Move over Biana and Reese – Make way for Guiding Light’s first ever same-sex storyline.

Soap fans have a new love story to obsess over: daytime TV’s new “it” couple Olivia and Natalia. Affectionately known to fans as “Otalia,” the gals comprise Guiding Light’s first ever same-sex romance. Otalia’s uncharacteristically slow-growing storyline is changing the way that love stories are being told, and at the same time helping to mainstream same-sex relationships through the soaps. After a long build-up in which Olivia and Natalia have grown from foes to friends to more than friends, they finally admitted their true feelings to one another at the end of April. Emmy Award-winning actress Crystal Chappell and Jessica Leccia sat down with GO to give us the scoop on what’s next for Otalia.

GO: How did you feel when you were first approached about doing a same-sex love story?

Crystal Chappell (CC): I was very excited because I have been doing this for almost 19 years and I have never told a story like this on daytime. I am a big soap opera fan and a big fan of love stories—well-developed love stories. I knew when it was pitched to me that they were going to take great care with it. I was excited at the possibility of playing a different kind of love story.

Jessica Leccia (JL): Same, I was very excited because of the way it was brought up. It was a long term relationship that they said was going to happen. And that felt really nice because I had never been given an important storyline before. And I would get to work with Crystal, which is very exciting.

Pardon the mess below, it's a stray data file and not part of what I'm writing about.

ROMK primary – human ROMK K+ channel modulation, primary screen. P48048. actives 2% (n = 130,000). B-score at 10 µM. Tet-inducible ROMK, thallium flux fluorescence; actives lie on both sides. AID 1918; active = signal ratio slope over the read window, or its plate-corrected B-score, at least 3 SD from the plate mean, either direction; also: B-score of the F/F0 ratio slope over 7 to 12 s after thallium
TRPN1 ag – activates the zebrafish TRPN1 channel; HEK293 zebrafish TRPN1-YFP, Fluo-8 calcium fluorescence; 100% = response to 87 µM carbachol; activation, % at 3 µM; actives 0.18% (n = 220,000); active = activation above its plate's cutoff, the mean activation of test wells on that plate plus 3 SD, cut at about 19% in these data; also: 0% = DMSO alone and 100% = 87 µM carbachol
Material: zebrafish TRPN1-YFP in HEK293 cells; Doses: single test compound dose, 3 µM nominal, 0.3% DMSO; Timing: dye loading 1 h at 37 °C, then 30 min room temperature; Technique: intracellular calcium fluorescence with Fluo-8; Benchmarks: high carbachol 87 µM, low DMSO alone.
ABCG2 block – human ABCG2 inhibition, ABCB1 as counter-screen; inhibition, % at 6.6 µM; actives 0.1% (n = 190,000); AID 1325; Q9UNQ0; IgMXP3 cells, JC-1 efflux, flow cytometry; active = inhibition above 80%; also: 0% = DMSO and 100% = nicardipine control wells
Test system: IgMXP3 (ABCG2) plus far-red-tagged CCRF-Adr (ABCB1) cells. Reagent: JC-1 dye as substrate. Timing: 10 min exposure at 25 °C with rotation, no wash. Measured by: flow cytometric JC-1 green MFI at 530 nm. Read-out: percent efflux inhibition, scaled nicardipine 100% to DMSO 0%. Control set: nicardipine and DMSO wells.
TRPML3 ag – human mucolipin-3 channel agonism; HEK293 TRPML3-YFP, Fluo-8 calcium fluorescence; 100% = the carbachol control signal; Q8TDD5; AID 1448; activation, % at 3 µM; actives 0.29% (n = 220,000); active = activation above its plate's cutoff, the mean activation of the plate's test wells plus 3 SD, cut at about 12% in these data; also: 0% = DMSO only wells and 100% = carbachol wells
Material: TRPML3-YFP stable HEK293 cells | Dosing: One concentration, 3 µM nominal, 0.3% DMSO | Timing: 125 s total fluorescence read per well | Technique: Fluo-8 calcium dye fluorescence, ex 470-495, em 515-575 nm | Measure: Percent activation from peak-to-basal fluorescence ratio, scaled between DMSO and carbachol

Were you concerned about the reaction of mainstream Guiding Light fans?

CC: No…I will take any good love story in whatever form. I wasn’t afraid of it, I wasn’t really concerned about it. I was just fully excited about the idea of it.

JL: Plus it wasn’t just some vague idea that you are going to end up together. It was going to be a well thought-out story. We started out at a strange place because Olivia and Natalia didn’t like each other at first. Getting over that—even if it hadn’t turned into love—just caring for each other on a friendship level has been interesting.

What do you think about your new gay fan base? Did you expect it?

CC: No, I don’t think I did expect it. The fans are fantastic. I have to say—so passionate, so appreciative. And in my mail I get these wonderful
stories from fans about someone who has lived this storyline years ago and they go through all the details of their lives and how hard it has been. It is just so touching that they can be that forthright with their private life. It makes me feel good about what we are doing. It is much more than just a soap story.

JL: I never had fans before! I never knew what that felt like. It feels really nice.

Have you approached playing a woman in love with another woman differently than you would a heterosexual storyline?

JL: A little bit. You have to because it is very different for the characters. It isn’t just some sensationalized sexual relationship. We managed to focus not on sex, but on the details of things like how we act around each other when we are alone and no one is watching.